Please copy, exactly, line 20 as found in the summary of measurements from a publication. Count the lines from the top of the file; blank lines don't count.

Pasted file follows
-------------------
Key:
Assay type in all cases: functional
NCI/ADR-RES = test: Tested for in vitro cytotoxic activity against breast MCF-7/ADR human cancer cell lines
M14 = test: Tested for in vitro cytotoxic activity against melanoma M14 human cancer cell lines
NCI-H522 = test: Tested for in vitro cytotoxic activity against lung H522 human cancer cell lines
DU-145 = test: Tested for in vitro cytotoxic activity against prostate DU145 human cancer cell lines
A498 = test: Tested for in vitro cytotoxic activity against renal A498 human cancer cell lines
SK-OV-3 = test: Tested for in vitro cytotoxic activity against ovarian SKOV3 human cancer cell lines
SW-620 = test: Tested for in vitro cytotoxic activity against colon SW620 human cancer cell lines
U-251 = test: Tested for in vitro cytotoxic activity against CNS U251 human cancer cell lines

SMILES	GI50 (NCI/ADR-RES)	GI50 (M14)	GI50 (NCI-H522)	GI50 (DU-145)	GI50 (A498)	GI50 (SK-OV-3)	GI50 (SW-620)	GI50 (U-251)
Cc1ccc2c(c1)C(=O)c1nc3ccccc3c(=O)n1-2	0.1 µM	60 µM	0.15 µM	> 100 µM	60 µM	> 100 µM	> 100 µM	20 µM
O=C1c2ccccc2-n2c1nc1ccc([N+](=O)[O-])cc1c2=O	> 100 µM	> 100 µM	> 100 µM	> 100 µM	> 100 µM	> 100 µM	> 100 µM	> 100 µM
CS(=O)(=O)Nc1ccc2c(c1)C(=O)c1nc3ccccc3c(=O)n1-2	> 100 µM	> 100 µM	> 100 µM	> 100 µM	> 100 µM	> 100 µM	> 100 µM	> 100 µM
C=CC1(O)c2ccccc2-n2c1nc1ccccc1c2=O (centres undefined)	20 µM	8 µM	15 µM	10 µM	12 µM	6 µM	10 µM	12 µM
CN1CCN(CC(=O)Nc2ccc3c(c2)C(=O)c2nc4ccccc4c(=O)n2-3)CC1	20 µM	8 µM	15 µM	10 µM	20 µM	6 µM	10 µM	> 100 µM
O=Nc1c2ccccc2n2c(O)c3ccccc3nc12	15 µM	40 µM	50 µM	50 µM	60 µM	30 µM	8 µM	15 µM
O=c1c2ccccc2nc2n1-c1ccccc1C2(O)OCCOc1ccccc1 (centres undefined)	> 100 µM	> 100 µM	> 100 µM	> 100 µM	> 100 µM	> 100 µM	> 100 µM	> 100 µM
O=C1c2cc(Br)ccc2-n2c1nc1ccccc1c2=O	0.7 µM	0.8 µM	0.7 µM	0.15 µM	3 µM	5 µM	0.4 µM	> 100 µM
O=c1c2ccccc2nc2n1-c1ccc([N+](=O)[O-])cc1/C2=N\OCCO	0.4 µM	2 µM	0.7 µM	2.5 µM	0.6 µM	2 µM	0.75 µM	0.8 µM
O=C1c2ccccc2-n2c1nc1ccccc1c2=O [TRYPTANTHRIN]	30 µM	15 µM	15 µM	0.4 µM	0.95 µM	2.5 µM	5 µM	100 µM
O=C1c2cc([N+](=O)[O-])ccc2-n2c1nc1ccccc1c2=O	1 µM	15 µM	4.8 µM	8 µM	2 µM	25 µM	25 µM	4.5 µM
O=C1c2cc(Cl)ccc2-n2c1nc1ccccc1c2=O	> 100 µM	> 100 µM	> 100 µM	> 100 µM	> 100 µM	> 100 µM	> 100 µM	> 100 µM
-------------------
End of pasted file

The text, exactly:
O=c1c2ccccc2nc2n1-c1ccc([N+](=O)[O-])cc1/C2=N\OCCO	0.4 µM	2 µM	0.7 µM	2.5 µM	0.6 µM	2 µM	0.75 µM	0.8 µM